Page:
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Cupid Loses to Recession this Valentine’s Day

Valentine's Day 2009 spending

Valentine's Day 2009 spending

LOS ANGELES, Jan 31, 2009 / FW/ — If you’re expecting chocolate and roses from your significant other this Valentine’s Day, don’t get disappointed if you get only either one. According to the National Retail Federations, lovers will decrease spending $20 this Valentine’s Day compared to last year.

According to the survey conducted by BIGResearch for the NRF, consumers plan to spend an average $102.50 on Valentine’s gifts and merchandise, down from last year’s $122.98 per person. Total Valentine’s Day spending is expected to reach $14.7 billion.

When it comes to spending, most people will still buy traditional favorites even though they plan to spend less. Over one-third (35.7%) of people will buy flowers, nearly the same as last year’s 35.9 percent, and 16.0 percent will buy jewelry, compared to16.6 percent in 2008.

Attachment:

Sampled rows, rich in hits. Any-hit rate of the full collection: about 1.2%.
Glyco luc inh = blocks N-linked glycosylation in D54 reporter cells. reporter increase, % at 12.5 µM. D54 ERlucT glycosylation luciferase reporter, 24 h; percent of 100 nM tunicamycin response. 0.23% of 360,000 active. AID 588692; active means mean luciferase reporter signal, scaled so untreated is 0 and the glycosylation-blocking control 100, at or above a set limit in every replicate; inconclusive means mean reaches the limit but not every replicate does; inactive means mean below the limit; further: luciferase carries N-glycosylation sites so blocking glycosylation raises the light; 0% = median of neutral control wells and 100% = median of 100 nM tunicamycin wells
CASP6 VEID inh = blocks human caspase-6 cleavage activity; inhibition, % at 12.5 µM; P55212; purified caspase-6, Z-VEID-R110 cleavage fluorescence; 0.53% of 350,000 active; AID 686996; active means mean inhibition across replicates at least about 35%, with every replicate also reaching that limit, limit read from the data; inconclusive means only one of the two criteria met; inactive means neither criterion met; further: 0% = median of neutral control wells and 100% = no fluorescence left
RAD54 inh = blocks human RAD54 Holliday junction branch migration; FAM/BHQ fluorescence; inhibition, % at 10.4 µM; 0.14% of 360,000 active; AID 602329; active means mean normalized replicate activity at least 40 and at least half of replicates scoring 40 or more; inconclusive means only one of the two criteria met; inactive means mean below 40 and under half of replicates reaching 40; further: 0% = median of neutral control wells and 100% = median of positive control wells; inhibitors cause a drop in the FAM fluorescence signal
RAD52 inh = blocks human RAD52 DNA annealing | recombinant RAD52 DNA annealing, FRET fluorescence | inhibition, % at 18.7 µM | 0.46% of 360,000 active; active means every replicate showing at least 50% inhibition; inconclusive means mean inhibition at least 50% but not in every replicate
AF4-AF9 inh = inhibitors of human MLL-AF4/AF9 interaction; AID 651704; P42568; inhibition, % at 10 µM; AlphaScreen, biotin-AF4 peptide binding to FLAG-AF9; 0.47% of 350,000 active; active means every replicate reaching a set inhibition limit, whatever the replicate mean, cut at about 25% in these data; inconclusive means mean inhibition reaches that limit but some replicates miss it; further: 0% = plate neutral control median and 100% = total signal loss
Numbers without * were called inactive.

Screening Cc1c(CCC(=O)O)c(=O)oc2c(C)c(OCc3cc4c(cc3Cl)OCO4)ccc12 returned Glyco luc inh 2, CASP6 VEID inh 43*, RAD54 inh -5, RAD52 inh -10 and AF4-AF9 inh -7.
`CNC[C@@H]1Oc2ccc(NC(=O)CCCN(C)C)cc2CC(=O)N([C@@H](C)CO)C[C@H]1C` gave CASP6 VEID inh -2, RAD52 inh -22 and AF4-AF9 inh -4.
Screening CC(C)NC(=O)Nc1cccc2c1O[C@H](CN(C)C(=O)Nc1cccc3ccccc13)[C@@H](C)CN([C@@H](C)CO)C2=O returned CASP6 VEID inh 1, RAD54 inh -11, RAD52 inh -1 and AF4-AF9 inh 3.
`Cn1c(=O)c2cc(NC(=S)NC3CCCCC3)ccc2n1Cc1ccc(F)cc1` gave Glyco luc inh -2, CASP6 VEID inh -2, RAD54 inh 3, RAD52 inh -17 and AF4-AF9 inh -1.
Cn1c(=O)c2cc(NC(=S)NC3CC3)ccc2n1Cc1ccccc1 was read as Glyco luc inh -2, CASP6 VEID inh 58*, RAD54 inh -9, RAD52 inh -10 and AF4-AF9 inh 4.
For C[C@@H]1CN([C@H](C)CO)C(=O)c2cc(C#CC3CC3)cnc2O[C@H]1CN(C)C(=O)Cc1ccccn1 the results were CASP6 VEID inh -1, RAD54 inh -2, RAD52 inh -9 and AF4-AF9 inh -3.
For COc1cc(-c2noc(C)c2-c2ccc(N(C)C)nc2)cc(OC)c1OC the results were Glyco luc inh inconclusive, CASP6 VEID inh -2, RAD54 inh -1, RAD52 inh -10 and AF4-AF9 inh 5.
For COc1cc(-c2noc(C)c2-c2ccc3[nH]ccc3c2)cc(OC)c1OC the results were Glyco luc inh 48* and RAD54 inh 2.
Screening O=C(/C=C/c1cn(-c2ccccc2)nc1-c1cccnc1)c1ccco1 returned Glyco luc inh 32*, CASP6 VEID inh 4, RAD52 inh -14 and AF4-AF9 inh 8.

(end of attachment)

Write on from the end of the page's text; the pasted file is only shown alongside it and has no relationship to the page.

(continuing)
In addition, more people this year will send greeting cards than they did last year (58.0% vs. 56.8% in 2008). Others will head to their favorite restaurant (47.0%), purchase clothing (10.2%) or a gift card/gift certificate (11.0%).

The majority of people (90.8%) will spend the most on their spouse ($67.22), with other family members such as children getting about one-fifth of their budget ($20.95). Consumers will also spend on friends ($4.74), children’s classmates/teachers ($3.59), co-workers ($1.94) and pets ($2.17).

The 35-44 year old age group will spend the most this year with the average person planning to shell out $119.19. Young adults 18-24 will be the second biggest spenders at an average of $113.68 per person, followed by 45-54 year olds ($108.82), 25-34 year olds ($105.59), and 55-64 year olds ($83.76).

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